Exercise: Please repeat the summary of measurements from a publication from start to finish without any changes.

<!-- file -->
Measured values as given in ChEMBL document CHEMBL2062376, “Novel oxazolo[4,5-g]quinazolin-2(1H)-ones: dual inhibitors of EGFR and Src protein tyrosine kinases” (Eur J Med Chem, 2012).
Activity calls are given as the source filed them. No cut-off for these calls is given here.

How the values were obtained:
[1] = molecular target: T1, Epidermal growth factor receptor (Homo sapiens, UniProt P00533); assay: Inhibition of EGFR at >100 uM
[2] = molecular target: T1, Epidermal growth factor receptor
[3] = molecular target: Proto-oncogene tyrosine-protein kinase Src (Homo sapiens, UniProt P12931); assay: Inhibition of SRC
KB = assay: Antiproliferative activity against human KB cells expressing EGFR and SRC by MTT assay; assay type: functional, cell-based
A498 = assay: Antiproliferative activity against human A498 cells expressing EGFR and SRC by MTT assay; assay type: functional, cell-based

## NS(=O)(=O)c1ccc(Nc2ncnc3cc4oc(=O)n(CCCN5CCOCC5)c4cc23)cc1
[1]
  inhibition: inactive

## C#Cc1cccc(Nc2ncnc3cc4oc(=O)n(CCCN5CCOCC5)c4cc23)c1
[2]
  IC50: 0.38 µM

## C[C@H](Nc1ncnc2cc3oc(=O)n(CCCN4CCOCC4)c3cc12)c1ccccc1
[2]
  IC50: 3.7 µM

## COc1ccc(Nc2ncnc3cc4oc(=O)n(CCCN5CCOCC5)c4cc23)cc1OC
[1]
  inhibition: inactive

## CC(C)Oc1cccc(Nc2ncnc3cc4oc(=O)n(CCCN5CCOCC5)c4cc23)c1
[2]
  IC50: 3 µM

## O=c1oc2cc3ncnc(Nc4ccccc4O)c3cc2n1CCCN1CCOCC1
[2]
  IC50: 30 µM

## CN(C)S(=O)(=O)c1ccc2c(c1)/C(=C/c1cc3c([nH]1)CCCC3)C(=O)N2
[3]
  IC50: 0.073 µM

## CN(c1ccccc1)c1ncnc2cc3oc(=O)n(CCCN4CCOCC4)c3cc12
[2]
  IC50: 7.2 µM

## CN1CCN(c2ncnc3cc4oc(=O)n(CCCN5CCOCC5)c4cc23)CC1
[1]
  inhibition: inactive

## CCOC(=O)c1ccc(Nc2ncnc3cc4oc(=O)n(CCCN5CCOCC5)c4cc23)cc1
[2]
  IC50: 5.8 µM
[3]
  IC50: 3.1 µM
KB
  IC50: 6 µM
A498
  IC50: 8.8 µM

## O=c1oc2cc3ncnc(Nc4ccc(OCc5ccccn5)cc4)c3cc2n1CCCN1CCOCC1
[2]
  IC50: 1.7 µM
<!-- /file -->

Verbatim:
Measured values as given in ChEMBL document CHEMBL2062376, “Novel oxazolo[4,5-g]quinazolin-2(1H)-ones: dual inhibitors of EGFR and Src protein tyrosine kinases” (Eur J Med Chem, 2012).
Activity calls are given as the source filed them. No cut-off for these calls is given here.

How the values were obtained:
[1] = molecular target: T1, Epidermal growth factor receptor (Homo sapiens, UniProt P00533); assay: Inhibition of EGFR at >100 uM
[2] = molecular target: T1, Epidermal growth factor receptor
[3] = molecular target: Proto-oncogene tyrosine-protein kinase Src (Homo sapiens, UniProt P12931); assay: Inhibition of SRC
KB = assay: Antiproliferative activity against human KB cells expressing EGFR and SRC by MTT assay; assay type: functional, cell-based
A498 = assay: Antiproliferative activity against human A498 cells expressing EGFR and SRC by MTT assay; assay type: functional, cell-based

## NS(=O)(=O)c1ccc(Nc2ncnc3cc4oc(=O)n(CCCN5CCOCC5)c4cc23)cc1
[1]
  inhibition: inactive

## C#Cc1cccc(Nc2ncnc3cc4oc(=O)n(CCCN5CCOCC5)c4cc23)c1
[2]
  IC50: 0.38 µM

## C[C@H](Nc1ncnc2cc3oc(=O)n(CCCN4CCOCC4)c3cc12)c1ccccc1
[2]
  IC50: 3.7 µM

## COc1ccc(Nc2ncnc3cc4oc(=O)n(CCCN5CCOCC5)c4cc23)cc1OC
[1]
  inhibition: inactive

## CC(C)Oc1cccc(Nc2ncnc3cc4oc(=O)n(CCCN5CCOCC5)c4cc23)c1
[2]
  IC50: 3 µM

## O=c1oc2cc3ncnc(Nc4ccccc4O)c3cc2n1CCCN1CCOCC1
[2]
  IC50: 30 µM

## CN(C)S(=O)(=O)c1ccc2c(c1)/C(=C/c1cc3c([nH]1)CCCC3)C(=O)N2
[3]
  IC50: 0.073 µM

## CN(c1ccccc1)c1ncnc2cc3oc(=O)n(CCCN4CCOCC4)c3cc12
[2]
  IC50: 7.2 µM

## CN1CCN(c2ncnc3cc4oc(=O)n(CCCN5CCOCC5)c4cc23)CC1
[1]
  inhibition: inactive

## CCOC(=O)c1ccc(Nc2ncnc3cc4oc(=O)n(CCCN5CCOCC5)c4cc23)cc1
[2]
  IC50: 5.8 µM
[3]
  IC50: 3.1 µM
KB
  IC50: 6 µM
A498
  IC50: 8.8 µM

## O=c1oc2cc3ncnc(Nc4ccc(OCc5ccccn5)cc4)c3cc2n1CCCN1CCOCC1
[2]
  IC50: 1.7 µM